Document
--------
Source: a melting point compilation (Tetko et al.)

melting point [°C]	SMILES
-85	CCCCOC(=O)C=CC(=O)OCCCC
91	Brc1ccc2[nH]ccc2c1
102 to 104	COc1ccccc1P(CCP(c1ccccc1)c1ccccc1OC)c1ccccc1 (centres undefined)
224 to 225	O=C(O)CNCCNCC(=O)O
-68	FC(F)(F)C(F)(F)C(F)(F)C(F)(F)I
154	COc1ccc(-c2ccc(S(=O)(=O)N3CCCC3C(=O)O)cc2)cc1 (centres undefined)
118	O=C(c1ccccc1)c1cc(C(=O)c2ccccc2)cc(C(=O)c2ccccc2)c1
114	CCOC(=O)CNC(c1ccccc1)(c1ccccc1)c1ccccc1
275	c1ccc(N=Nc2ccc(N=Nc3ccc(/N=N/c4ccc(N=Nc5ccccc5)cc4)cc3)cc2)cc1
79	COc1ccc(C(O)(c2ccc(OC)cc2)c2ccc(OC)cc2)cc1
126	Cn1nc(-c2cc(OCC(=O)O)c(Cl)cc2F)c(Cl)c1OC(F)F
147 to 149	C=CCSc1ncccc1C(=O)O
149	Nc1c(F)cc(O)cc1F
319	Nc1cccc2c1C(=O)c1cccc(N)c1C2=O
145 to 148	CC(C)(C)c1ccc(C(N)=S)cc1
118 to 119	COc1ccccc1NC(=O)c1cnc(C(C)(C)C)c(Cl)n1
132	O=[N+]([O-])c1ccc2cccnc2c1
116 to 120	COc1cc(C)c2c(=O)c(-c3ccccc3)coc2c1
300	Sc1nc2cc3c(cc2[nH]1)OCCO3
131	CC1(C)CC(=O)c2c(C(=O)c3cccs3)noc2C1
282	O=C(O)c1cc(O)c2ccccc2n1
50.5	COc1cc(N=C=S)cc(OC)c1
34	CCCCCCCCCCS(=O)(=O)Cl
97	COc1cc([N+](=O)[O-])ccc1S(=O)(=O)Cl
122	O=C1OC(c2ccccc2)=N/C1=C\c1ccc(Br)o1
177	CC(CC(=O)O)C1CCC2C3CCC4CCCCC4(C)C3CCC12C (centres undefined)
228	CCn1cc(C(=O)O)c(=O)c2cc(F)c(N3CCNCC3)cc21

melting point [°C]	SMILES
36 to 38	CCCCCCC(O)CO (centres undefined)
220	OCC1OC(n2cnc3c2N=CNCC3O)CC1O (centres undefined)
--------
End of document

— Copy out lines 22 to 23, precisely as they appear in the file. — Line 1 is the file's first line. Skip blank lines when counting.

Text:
131	CC1(C)CC(=O)c2c(C(=O)c3cccs3)noc2C1
282	O=C(O)c1cc(O)c2ccccc2n1